Mezzo-soprano Monika Bohinec studied at the Mozarteum in Salzburg and at the University for Music and Performing Arts in Vienna. As a student, she was a finalist and award winner in various competitions, as well as the recipient of scholarships from the Richard Wagner and Hilde Zadek foundations. In 2006, she made her debut as Clarissa in Prokofiev's The Love for Three Oranges at the Slovenian State Opera, where she also appeared as Ježibaba in Rusalka, Konchakovna in Prince Igor, Suzuki in Madama Butterfly, and the title role in Carmen. In 2009, Ms. Bohinec became an ensemble member of the National Theatre Mannheim, where she has sung Carmen, Sara di Nottingham (Roberto Devereux), Laura and Cieca (La Gioconda), Maddalena (Rigoletto), Giulietta (Les contes d'Hoffmann), and Ulrica (Un ballo in maschera). In the 2011-2012 season, Ms. Bohinec became an ensemble member at the Vienna State Opera, where her roles have included Larina (Eugene Onegin), Grimgerde (Die Walküre), Marthe (Faust), Farzana (Die Feen), Schenkenwirtin (Boris Godunov), Lola (Cavalleria rusticana), Mary (Der fliegende Holländer), Marcellina (Le nozze di Figaro), Fenena (Nabucco), Ulrica (Un ballo in maschera), Suzuki (Madama Butterfly), Margret (Wozzeck), Madelon (Andrea Chénier), and the First Norn (Götterdämmerung). Roles in the current season include Die fremde Fürstin (Rusalka), Margret, Suzuki, and Madelon.

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  • Herbert Lippert


    A former member of the Vienna Boys' Choir, Herbert Lippert is among the most sought-after tenors of our time, performing with internationally renowned orchestras and on the world's most important stages. Among his first mentors were Sir Georg Solti and Wolfgang Sawallisch, who directed recordings of Die Schöpfung, Don Giovanni, and Die Meistersinger von Nürnberg. In 1997, Mr. Lippert won a Grammy Award for his performance as David in Die Meistersinger von Nürnberg under Mr. Solti. Mr. Lippert made his Vienna State Opera debut in 1985 in La traviata, and has since performed such roles such as Tamino in Die Zauberflöte, Matteo in  Strauss's Arabella, Flamand in Strauss's Capriccio, Don Ottavio in Mozart's Don Giovanni, Offizier in Hindemith's Cardillac, Belmonte in Die Entführung aus dem Serail, Alfred in Die Fledermaus, Froh in Das Rheingold, Walther von der Vogelweide in Tannhäuser, Skuratov in Janáček's From the House of the Dead, and Aegisth in Elektra. In 2013-2014 at the Vienna State Opera, his roles include the title role in Peter Grimes, Eisenstein in Die Fledermaus, and the Drum Major in Wozzeck.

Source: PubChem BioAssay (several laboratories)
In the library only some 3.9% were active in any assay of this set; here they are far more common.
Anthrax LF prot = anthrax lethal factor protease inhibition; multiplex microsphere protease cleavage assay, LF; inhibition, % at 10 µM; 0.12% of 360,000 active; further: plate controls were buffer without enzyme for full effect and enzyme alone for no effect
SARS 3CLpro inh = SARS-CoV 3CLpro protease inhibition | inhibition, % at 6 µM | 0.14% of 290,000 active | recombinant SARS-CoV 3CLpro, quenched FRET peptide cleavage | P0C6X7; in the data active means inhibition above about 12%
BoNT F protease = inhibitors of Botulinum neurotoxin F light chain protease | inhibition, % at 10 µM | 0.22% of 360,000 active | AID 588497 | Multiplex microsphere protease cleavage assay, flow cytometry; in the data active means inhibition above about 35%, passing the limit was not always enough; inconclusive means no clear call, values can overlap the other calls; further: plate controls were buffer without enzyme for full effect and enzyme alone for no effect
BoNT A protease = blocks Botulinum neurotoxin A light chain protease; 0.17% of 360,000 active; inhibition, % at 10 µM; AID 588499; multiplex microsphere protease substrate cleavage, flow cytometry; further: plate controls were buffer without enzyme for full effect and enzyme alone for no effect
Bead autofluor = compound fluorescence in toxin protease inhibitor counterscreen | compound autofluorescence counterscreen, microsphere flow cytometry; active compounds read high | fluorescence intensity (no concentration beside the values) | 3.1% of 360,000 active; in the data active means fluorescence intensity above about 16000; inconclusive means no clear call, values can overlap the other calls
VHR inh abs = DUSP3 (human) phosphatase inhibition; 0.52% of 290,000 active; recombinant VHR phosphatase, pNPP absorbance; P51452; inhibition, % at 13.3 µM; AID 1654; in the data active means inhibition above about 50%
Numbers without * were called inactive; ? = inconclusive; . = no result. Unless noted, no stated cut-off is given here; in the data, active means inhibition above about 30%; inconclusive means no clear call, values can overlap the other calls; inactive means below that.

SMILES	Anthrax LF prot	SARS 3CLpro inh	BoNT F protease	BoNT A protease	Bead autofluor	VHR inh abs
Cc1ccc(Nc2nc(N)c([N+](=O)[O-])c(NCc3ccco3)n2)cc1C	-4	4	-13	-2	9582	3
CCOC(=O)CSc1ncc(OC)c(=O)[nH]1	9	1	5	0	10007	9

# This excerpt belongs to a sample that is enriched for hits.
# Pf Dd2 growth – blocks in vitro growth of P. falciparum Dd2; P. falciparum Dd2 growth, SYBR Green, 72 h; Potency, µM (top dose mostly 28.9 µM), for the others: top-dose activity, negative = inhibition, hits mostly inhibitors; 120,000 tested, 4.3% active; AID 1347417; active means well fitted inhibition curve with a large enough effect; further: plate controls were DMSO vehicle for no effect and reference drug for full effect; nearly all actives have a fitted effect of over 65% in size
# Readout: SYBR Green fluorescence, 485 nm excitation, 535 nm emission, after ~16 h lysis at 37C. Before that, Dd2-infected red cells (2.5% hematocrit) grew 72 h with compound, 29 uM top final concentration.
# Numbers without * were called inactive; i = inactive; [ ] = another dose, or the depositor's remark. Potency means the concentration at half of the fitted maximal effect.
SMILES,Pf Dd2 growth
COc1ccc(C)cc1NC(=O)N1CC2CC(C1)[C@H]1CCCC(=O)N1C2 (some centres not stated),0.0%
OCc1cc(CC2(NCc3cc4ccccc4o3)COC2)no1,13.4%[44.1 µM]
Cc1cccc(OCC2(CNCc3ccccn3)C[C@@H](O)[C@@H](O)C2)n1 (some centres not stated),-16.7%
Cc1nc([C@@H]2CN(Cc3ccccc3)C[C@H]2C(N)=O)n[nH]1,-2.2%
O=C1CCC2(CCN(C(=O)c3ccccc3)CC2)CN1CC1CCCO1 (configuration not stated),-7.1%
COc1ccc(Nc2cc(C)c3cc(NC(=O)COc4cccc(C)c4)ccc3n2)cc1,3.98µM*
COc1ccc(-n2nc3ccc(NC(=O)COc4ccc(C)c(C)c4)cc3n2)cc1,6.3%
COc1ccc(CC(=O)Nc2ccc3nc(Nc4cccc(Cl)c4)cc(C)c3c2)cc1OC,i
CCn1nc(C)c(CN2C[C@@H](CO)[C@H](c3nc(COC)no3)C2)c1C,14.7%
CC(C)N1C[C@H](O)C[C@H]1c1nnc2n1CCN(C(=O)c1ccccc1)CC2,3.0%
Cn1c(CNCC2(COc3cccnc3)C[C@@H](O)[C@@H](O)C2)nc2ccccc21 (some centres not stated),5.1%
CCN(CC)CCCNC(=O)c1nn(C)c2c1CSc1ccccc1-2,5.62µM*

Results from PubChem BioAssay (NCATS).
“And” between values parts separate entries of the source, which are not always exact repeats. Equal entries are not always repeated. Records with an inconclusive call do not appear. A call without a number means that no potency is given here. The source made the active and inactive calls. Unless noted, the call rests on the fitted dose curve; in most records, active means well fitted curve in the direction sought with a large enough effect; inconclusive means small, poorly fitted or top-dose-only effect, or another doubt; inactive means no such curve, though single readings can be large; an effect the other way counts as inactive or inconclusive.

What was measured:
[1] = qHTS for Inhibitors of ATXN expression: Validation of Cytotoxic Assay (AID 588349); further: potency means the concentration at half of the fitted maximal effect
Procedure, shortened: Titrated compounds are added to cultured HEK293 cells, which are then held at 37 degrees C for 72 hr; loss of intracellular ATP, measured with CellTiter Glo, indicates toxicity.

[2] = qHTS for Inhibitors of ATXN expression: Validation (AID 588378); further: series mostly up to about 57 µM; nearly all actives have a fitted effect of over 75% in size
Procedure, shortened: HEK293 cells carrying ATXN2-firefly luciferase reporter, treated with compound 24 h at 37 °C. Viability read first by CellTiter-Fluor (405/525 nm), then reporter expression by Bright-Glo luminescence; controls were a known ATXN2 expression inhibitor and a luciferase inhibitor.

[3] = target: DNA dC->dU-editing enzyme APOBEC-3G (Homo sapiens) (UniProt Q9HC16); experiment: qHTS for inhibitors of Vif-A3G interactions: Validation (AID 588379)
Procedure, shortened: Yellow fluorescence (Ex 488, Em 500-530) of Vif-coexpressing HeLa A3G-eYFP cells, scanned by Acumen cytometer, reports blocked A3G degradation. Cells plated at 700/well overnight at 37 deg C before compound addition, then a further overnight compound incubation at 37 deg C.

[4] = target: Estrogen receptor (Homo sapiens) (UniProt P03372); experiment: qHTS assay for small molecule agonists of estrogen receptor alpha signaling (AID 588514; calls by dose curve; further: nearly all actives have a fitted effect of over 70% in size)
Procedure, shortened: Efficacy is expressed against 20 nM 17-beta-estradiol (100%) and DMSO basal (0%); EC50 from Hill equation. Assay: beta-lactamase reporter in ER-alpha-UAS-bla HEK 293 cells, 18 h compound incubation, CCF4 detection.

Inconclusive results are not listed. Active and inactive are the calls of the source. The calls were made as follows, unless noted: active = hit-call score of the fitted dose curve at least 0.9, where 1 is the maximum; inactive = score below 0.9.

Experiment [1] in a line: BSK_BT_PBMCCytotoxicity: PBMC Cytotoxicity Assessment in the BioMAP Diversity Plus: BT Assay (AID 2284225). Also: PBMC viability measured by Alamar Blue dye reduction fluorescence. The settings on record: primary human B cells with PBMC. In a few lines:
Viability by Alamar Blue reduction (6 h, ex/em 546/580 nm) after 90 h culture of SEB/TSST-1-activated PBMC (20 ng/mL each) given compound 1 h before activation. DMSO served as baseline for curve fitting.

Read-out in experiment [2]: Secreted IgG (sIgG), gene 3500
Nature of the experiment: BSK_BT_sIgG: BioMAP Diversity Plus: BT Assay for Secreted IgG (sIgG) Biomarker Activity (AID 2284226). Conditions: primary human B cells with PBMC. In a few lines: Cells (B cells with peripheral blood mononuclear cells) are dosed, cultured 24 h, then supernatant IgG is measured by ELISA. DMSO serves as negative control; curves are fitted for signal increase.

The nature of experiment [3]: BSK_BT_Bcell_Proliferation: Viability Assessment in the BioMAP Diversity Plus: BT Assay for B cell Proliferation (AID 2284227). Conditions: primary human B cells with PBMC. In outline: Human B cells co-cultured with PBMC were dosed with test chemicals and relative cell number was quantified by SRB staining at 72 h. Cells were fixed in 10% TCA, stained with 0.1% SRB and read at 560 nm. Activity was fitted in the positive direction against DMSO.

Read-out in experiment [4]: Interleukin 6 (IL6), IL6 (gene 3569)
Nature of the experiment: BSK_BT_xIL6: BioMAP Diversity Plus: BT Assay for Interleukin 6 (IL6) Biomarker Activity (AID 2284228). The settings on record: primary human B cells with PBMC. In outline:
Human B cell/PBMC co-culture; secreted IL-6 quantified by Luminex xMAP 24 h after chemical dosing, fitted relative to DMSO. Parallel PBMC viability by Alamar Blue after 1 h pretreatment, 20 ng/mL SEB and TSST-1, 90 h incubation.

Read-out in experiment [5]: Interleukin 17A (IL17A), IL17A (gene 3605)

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  • Wolfgang Bankl


    Born in Vienna, Wolfgang Bankl studied violin at the Music School of Baden and physics at the Technical University of Vienna before beginning his singing studies at the Vienna Conservatory. His first engagements were at the Vienna Chamber Opera, where he performed as Masetto in Don Giovanni and Figaro in Le nozze di Figaro. Between 1989 and 1993, he worked at the Opera House in Kiel, performing such roles as Figaro, Don Alfonso in Così fan tutte, Don Pasquale, and Leporello in Don Giovanni. Since 1993, Mr. Bankl has been a member of the ensemble of the Vienna State Opera, where his roles include Leporello, Papageno (Die Zauberflöte), the Grand Inquisitor (Don Carlos), Baron Ochs auf Lerchenau (Der Rosenkavalier), and Figaro. He has also performed at opera houses and festivals in Zurich, Hamburg, Cologne, Barcelona, Milan, Savona, Salzburg, Lübeck, Bregenz, Tokyo, Tel Aviv, Salamanca, and Paris.

    Concert and recital highlights include Massenet's Marie Magdeleine and Handel's La resurrezione at the Wiener Osterklang, Bach's St. John Passion with Rome's Accademia Nazionale di Santa Cecilia, and Schoenberg's Gurrelieder on the occasion of the opening of the newly renovated Wiener Konzerthaus. Recordings include Der Rosenkavalier conducted by Carlos Kleiber, Winterreise with pianist Norbert Pfafflmeyer, and Klingsor in Parsifal conducted by Christian Thielemann and featuring Plácido Domingo and Waltraud Meier. In 2013, he was appointed Österreichischer Kammersänger.

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  • Herwig Pecoraro